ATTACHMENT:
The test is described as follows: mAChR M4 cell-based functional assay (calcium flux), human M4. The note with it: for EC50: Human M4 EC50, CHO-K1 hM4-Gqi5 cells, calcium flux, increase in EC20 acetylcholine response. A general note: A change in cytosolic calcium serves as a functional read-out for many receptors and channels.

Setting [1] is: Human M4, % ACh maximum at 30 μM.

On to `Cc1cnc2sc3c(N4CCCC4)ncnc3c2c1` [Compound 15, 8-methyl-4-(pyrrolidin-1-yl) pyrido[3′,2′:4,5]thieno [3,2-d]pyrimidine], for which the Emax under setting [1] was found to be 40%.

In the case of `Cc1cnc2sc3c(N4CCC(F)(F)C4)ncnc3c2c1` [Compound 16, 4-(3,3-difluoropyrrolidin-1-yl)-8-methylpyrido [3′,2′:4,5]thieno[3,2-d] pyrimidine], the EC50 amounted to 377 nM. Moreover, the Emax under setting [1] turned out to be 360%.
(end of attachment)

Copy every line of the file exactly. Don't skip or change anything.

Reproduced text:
The test is described as follows: mAChR M4 cell-based functional assay (calcium flux), human M4. The note with it: for EC50: Human M4 EC50, CHO-K1 hM4-Gqi5 cells, calcium flux, increase in EC20 acetylcholine response. A general note: A change in cytosolic calcium serves as a functional read-out for many receptors and channels.

Setting [1] is: Human M4, % ACh maximum at 30 μM.

On to `Cc1cnc2sc3c(N4CCCC4)ncnc3c2c1` [Compound 15, 8-methyl-4-(pyrrolidin-1-yl) pyrido[3′,2′:4,5]thieno [3,2-d]pyrimidine], for which the Emax under setting [1] was found to be 40%.

In the case of `Cc1cnc2sc3c(N4CCC(F)(F)C4)ncnc3c2c1` [Compound 16, 4-(3,3-difluoropyrrolidin-1-yl)-8-methylpyrido [3′,2′:4,5]thieno[3,2-d] pyrimidine], the EC50 amounted to 377 nM. Moreover, the Emax under setting [1] turned out to be 360%.